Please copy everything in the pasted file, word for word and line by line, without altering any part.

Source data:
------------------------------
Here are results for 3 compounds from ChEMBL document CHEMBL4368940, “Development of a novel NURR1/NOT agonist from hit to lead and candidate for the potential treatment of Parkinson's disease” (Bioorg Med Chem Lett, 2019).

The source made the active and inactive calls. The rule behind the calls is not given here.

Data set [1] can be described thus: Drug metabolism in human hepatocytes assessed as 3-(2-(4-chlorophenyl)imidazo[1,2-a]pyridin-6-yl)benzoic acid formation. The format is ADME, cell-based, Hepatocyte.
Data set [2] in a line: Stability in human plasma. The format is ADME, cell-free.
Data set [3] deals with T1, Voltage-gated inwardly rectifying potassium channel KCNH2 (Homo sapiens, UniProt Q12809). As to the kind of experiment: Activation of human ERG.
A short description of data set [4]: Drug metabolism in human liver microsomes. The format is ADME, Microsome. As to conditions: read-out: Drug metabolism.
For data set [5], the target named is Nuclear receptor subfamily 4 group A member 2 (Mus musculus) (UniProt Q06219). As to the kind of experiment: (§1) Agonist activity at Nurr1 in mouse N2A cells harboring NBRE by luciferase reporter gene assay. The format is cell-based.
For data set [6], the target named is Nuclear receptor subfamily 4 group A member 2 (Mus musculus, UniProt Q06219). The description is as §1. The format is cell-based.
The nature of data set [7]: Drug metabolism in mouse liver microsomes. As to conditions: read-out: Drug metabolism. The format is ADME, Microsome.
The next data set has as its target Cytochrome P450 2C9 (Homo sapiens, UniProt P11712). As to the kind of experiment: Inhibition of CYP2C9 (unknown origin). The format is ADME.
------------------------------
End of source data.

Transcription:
Here are results for 3 compounds from ChEMBL document CHEMBL4368940, “Development of a novel NURR1/NOT agonist from hit to lead and candidate for the potential treatment of Parkinson's disease” (Bioorg Med Chem Lett, 2019).

The source made the active and inactive calls. The rule behind the calls is not given here.

Data set [1] can be described thus: Drug metabolism in human hepatocytes assessed as 3-(2-(4-chlorophenyl)imidazo[1,2-a]pyridin-6-yl)benzoic acid formation. The format is ADME, cell-based, Hepatocyte.
Data set [2] in a line: Stability in human plasma. The format is ADME, cell-free.
Data set [3] deals with T1, Voltage-gated inwardly rectifying potassium channel KCNH2 (Homo sapiens, UniProt Q12809). As to the kind of experiment: Activation of human ERG.
A short description of data set [4]: Drug metabolism in human liver microsomes. The format is ADME, Microsome. As to conditions: read-out: Drug metabolism.
For data set [5], the target named is Nuclear receptor subfamily 4 group A member 2 (Mus musculus) (UniProt Q06219). As to the kind of experiment: (§1) Agonist activity at Nurr1 in mouse N2A cells harboring NBRE by luciferase reporter gene assay. The format is cell-based.
For data set [6], the target named is Nuclear receptor subfamily 4 group A member 2 (Mus musculus, UniProt Q06219). The description is as §1. The format is cell-based.
The nature of data set [7]: Drug metabolism in mouse liver microsomes. As to conditions: read-out: Drug metabolism. The format is ADME, Microsome.
The next data set has as its target Cytochrome P450 2C9 (Homo sapiens, UniProt P11712). As to the kind of experiment: Inhibition of CYP2C9 (unknown origin). The format is ADME.